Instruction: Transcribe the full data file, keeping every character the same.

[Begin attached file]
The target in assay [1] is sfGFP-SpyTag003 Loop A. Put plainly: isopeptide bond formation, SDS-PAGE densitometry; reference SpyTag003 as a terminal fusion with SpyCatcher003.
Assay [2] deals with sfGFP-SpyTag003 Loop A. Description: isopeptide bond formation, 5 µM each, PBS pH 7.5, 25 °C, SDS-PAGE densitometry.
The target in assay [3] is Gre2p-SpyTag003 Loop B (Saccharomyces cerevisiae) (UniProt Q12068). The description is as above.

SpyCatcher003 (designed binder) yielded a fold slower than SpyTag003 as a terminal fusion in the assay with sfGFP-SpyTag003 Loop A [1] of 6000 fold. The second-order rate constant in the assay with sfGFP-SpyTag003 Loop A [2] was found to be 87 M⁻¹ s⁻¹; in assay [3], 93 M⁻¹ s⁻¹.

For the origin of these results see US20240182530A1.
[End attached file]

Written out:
The target in assay [1] is sfGFP-SpyTag003 Loop A. Put plainly: isopeptide bond formation, SDS-PAGE densitometry; reference SpyTag003 as a terminal fusion with SpyCatcher003.
Assay [2] deals with sfGFP-SpyTag003 Loop A. Description: isopeptide bond formation, 5 µM each, PBS pH 7.5, 25 °C, SDS-PAGE densitometry.
The target in assay [3] is Gre2p-SpyTag003 Loop B (Saccharomyces cerevisiae) (UniProt Q12068). The description is as above.

SpyCatcher003 (designed binder) yielded a fold slower than SpyTag003 as a terminal fusion in the assay with sfGFP-SpyTag003 Loop A [1] of 6000 fold. The second-order rate constant in the assay with sfGFP-SpyTag003 Loop A [2] was found to be 87 M⁻¹ s⁻¹; in assay [3], 93 M⁻¹ s⁻¹.

For the origin of these results see US20240182530A1.